According to the listing on BizBuySell.com, the venue is described as a "Nationally Recognized Turnkey Bar/ Restaurant with a “33” plenary liquor license included in sale. Completely Renovated with brand new equipment and fixtures." The business additionally "has state of the art live music facilities with two full service operating bars including 30 taps. Prime corner location with unbelievable visibility on Washington Street. Incredible Opportunity. Will Not Last!"
Launched in 1978 by Steve Fallon with talent booker Todd Abramson joining the fold in 1986, the Washington Avenue venue hosted premier alternative artists for decades, including: Nirvana, New Order, REM, the Replacements, Husker Du, Liz Phair, The Minute Men, Wire, X, Yo La Tengo, Sonic Youth, X, The Bongos, Yo La Tengo, Pylon, Dinosaur Jr. and the Red Hot Chili Peppers among many others.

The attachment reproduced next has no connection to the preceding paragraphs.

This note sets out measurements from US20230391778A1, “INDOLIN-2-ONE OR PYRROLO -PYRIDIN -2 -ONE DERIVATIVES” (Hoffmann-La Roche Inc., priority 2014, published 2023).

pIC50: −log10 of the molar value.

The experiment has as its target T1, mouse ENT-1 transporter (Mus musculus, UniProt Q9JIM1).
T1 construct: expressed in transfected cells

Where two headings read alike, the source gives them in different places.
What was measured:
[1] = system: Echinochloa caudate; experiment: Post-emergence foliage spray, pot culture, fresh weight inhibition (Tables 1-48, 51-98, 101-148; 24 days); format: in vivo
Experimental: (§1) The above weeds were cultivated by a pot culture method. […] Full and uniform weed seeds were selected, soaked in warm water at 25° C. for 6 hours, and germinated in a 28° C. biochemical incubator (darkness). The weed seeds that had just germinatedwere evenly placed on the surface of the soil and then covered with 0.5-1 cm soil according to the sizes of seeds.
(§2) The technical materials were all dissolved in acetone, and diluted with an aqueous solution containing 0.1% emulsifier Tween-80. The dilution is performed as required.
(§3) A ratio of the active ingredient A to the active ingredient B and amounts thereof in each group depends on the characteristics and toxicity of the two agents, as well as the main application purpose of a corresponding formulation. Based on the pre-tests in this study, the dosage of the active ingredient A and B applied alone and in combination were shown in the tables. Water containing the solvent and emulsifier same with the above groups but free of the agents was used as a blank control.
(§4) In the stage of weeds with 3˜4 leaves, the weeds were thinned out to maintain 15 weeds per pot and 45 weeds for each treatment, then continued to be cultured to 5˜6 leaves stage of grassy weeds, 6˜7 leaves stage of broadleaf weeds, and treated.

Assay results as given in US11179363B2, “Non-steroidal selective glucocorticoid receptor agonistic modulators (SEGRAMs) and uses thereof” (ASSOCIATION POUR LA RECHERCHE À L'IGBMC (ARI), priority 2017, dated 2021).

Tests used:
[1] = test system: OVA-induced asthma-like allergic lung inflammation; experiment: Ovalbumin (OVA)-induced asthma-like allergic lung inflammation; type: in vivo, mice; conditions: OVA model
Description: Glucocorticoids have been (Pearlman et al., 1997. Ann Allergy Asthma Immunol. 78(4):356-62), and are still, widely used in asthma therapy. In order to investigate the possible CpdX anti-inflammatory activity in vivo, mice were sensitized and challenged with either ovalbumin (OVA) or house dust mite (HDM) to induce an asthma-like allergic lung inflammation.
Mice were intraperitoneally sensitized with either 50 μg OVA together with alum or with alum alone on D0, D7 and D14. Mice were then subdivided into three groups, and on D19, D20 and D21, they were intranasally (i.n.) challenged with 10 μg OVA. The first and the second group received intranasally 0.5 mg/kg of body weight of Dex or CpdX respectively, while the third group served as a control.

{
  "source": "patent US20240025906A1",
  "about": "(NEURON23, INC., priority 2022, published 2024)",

In the late '90s a failed reboot of the venue as a brew pub led to Abramson and two partners, Sonic Youth's Steve Shelley and the Amazing Incredibles' Dave Post, reclaiming the space and continuing to run it as it had been previously. At other times, according to the Cliff View Pilot, Peter Buck of REM owned a stake in the club to help keep it running.
"Peter and I worked on many projects and when I bought out my original partners, Peter helped with temporary financing so I could purchase the property and then take out a mortgage on my own," Fallon tells Billboard.
Maxwell's may have gained its greatest mainstream exposure in 1985 when the venue was used as the backdrop to Bruce Springsteen's “Glory Days” video directed by local John Sayles.